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Power Cuts Lead Shopkeepers to Protest in ISIS Country

We were forced to go on strike and close our shops until ISIS provides us and the people of Raqqa with enough power’.

Written by Ahmad al-Bahri Published on Read time Approx. 2 minutes
Selling oil on the streets of 543fe4065c5da

After the U.S.-led coalition forces targeted the ISIS-controlled oil refineries in Tel Abyad in the Raqqa governate and Deir Ezzor, Raqqa suffered from a significant scarcity of fuel. To compensate, the Islamic State (ISIS) imposed electricity cuts of up to 20 hours per day in parts of Raqqa.

The move has caused a spike in prices of food, transportation and groceries. The price of diesel has doubled, to more than 150 Syrian pounds (or $0.93) per litre. Many bakeries have had to stop producing bread for lack of power, driving the price of one loaf of bread to 200 Syrian pounds ($1.25).

Angry at the surge in energy prices, the shopkeepers of Raqqa went on mass strike in protest.

Abo al-Ezz, who has owned and operated a shop in Raqqa for 35 years, told Syria Deeply about the power cuts, the price of fuel, and the act of going on strike – a protest in ISIS terrain.

Syria Deeply: Did you participate in the mass strikes in Raqqa? What are the reasons behind it?

al-Ezz: Yes, we held mass strikes in different parts of Raqqa and its surrounding countryside. Most of them were in al-Tabqa, in western Raqqa. We closed our shops in solidarity with some bakeries who stopped producing bread as well. One of the reasons we launched the strike was because ISIS had started a new program of power rationing in Raqqa and its countryside, which was up to 20 hours a day. But we have two dams on the Euphrates River in Raqqa that work well and produce power, as everybody knows. Additionally, the cost of fuel has reached very high levels that we can’t afford to pay. This has affected the market badly, and people can’t afford to buy things either now, so we were forced to go on strike and close our shops until ISIS provides us and the people of Raqqa with enough power.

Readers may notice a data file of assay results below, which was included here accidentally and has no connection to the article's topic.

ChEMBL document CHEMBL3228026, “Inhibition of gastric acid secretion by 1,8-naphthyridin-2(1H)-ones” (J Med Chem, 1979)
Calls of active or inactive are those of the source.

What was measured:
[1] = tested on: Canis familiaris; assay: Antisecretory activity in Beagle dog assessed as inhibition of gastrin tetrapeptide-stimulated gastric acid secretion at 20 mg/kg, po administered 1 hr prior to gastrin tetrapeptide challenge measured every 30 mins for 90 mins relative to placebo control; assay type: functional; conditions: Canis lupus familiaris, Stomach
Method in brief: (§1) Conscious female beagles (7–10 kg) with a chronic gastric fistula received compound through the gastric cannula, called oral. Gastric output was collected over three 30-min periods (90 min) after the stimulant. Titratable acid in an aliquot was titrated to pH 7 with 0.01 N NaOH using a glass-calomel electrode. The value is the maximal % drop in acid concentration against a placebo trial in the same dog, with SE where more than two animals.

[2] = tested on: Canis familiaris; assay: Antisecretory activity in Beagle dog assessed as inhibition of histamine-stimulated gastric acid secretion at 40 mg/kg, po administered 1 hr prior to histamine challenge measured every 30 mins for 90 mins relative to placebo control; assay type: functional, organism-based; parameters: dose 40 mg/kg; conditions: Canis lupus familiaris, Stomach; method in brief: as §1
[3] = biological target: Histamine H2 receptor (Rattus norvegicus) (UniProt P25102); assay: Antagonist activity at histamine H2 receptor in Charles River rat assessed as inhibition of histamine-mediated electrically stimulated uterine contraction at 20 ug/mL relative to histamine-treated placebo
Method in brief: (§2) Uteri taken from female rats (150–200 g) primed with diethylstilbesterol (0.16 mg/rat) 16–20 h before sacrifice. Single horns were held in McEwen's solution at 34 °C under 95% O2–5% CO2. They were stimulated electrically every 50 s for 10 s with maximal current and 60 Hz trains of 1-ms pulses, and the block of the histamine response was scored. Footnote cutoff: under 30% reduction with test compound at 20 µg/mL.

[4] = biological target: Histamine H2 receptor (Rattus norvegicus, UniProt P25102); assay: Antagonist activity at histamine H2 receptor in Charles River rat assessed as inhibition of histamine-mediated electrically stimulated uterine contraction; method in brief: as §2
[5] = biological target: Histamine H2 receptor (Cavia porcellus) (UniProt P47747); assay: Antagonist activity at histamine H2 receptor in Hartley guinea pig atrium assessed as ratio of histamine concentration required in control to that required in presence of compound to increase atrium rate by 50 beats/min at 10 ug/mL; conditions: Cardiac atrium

Syria Deeply:Did ISIS allow you to carry out your strike? Was it effective in changing the situation for the better?

al-Ezz: At the beginning, they tried to force us to open our shops, but then more people joined us by going on strike, and this caught them by surprise. So they stopped using force. The strike expanded to other areas, and after days of continuous strikes, ISIS increased the electricity access in the marketplace to three to four hours during working hours, but not in residential neighborhoods. There the power cuts are still happening for more than 20 hours a day.

There weren’t any punishments or repercussions because almost every shop owner went on strike, so the situation was not controllable. ISIS tried to frighten people by shooting bullets in the air, but it was in vain. No one opened their shops, so ISIS members had no choice but to talk to us and promise better electricity management.

Syria Deeply:Do you think that the U.S.-led coalition attacks have weakened ISIS?

al-Ezz: I do not think that the coalition’s attacks on the refineries and gas factories in Raqqa and Deir Ezzor have hurt ISIS. Attacking such vital resources in those areas only affects civilians. ISIS is not affected, as they just raise taxes to compensate for loss of fuel and gas income. The prices of fuel and gas are now two to three times higher, which, as I said before, has had a negative impact on the price of transportation, shipping, food and other products.

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